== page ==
Here in Iowa we have 70,000 miles of gravel and dirt we can ride on. Don't spoil it for everyone else by riding stuff you shouldn't be on. I mean, your Level C pictures on Facebook are probably a really dumb idea, especially if a landowner gets ticked off and researches your activities. Then we all get blamed for being nere-do-wells and what then? Maybe you think I am a "Negative Nancy"? Or, maybe you are selfish and refusing to believe this is a problem. If you've read this far, you've got no excuse.

Example of a Level C Maintenance sign. Courtesy of IDOT

  I get why folks want to explore and see what is out there, but remember, these Level C's are the only way the State and County keep a possibility for a renewal of that right of way to become a road for the public again. It is also one step away from being annexed to the adjacent land owner's property, and is treated as such by those land owners. They get a bit testy sometimes if they see strangers on Level B's, (ask me how I know), and you can imagine that seeing strangers on bicycles on gated, "no trespassing" Level C's isn't going to be taken lightly by them. 

In the end, I cannot prevent any cyclist from making a bad decision, but there is no arguing that making the decision to ride a Level C is a bad idea. Yeah, you think no one will ever know...... until they do. I mean, I found out about this recently because some people were posting on Facebook that they had ridden a Level C in Butler County. So, yeah, we need to be careful out there, folks.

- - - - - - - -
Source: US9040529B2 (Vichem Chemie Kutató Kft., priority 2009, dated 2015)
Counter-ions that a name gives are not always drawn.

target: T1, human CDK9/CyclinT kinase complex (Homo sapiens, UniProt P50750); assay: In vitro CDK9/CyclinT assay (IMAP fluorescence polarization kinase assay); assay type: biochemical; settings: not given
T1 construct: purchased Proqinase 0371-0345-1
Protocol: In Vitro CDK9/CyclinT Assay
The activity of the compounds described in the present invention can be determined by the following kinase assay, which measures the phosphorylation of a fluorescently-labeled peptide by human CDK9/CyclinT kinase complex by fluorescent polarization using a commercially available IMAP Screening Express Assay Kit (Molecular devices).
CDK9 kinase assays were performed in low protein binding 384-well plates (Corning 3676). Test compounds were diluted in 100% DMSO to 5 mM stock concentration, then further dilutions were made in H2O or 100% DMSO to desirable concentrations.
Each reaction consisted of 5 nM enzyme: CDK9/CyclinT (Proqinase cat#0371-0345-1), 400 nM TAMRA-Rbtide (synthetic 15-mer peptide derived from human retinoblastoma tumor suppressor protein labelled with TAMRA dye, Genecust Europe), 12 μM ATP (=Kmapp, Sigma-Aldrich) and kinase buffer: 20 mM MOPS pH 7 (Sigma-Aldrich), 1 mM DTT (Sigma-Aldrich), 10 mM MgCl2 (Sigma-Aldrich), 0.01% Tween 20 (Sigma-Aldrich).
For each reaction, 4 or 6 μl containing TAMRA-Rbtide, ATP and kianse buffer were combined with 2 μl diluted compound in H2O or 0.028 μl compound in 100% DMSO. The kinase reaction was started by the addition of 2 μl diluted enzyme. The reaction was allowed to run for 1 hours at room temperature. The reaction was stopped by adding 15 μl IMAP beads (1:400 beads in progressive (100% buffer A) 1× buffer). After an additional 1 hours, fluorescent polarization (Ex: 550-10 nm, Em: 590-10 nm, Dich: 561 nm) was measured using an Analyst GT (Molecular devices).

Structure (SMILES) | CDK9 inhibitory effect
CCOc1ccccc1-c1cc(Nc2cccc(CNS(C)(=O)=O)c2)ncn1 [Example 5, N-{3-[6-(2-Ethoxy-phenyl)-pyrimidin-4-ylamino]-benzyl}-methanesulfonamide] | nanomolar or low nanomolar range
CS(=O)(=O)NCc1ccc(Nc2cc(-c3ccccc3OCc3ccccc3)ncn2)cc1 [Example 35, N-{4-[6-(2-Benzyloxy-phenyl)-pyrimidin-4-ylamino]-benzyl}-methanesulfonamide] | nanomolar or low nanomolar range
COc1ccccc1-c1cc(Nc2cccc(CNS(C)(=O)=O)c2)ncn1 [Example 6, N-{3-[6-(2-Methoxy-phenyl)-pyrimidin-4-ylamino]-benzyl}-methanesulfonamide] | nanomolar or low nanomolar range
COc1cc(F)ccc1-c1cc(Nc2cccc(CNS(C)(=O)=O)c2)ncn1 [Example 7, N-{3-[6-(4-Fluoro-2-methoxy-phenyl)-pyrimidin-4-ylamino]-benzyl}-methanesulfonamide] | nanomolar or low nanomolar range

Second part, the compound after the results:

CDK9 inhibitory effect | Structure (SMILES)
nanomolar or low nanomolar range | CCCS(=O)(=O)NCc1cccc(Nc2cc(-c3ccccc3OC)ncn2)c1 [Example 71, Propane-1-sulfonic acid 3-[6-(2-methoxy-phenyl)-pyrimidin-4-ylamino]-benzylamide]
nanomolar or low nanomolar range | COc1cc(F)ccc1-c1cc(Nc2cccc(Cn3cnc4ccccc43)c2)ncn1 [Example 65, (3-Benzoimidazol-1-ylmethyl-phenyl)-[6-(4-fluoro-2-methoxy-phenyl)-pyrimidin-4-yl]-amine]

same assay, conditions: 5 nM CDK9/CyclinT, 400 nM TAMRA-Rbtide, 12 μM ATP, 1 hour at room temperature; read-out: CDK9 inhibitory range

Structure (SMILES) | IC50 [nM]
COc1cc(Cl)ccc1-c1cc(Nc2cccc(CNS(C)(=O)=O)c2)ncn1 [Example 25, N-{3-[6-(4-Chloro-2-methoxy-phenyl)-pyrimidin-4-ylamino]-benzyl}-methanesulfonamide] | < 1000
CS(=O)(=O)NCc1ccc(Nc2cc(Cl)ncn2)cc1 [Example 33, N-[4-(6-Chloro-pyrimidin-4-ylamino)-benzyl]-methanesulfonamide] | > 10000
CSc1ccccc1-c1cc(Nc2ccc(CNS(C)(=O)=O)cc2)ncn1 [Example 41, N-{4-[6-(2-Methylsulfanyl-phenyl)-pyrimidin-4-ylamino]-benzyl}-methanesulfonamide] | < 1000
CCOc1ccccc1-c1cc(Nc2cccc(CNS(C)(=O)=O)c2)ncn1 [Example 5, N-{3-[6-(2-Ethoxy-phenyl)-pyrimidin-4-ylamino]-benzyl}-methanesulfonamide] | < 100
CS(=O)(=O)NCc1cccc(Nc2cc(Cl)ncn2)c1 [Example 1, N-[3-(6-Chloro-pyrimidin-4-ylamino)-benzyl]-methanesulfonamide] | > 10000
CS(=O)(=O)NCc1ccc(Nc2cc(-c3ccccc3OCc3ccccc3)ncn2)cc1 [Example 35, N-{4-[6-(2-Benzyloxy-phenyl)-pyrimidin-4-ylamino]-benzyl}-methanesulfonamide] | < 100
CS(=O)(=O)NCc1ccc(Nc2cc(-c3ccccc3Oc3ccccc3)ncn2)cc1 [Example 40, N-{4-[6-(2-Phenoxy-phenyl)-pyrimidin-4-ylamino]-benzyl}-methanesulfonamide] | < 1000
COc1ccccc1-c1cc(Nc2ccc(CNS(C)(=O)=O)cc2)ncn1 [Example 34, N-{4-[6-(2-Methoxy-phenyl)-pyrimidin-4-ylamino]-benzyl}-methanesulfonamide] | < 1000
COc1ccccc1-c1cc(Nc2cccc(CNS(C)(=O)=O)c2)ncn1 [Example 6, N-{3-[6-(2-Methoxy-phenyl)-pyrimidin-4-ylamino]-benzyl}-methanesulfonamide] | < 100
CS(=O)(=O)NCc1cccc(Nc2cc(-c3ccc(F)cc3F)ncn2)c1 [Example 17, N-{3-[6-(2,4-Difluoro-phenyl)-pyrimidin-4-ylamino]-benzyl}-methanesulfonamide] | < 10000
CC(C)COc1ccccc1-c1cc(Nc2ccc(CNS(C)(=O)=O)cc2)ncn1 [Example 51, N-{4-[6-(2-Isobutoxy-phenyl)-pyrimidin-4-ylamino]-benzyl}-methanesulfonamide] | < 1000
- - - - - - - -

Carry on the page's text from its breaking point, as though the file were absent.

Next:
graveldoc said...

Reading this caused me to think about the United Kingdom and their bridle paths upon which cyclists and equestrians are allowed to ride; even across private lands.

Ari said...

I think Jay and I ran into a level C out in Jackson County. We were like no way we are going in there to piss off some landowner. We figured there was plenty of other roads to explore. We always thought of level C as “ no tresspassing”
Thanks for clarifying this issue.

Bob said...

The people of Scotland have right of responsible access to public and private lands, fondly known as a right to roam. As do Norway, Finland, and Sweden. As did Americans until about 1872 when the first national park was created. Those who control access to land control the resources, the fish, wildlife, open views, and peace and quiet.

Recently, some people are working to privatize our public lands by cutting off public access. Interestingly, it is thought that nothing in our private property laws prevents implementation of a right to roam, we just need a cultural shift to make it happen.

But until then, GT's advice is well worth heeding.

blooddoc23 said...

In Missouri those roads are usually labeled “Private Drive” with a “No Trespassing” sign. And if you ride up those you can pretty much count on being dog bit, shot at, or worse yet killed; and having some meth head boil your brains. Knowledge of that is an effective deterrent.

S.Fuller said...

Interesting situation not too far from me here in the Des Moines area. I know of a somewhat lengthy section of road that is Signed as a Level B on one end where it intersects with a gravel road and then ends in a gate next to someone's house, and is marked as a Level C on the other end. There were no gates or other signs indicating the change from B to C anywhere along the length of the road. That made for an interesting time. :)

Cory said...

We got some level c roads down here and several are gated off. But there’s one on my ride this month that the gate is not only open, it has been open for years and is off the hinges and has brush growing up around the ends. In theory though your right. Don’t trespass if the gates are closed and your warned.

Travis said...

One possibility is to have a visit with adjacent land owners or neighbors, sometimes the roads are closed due to heavy 4x4/ATV traffic, and they might not mind bicycle through traffic.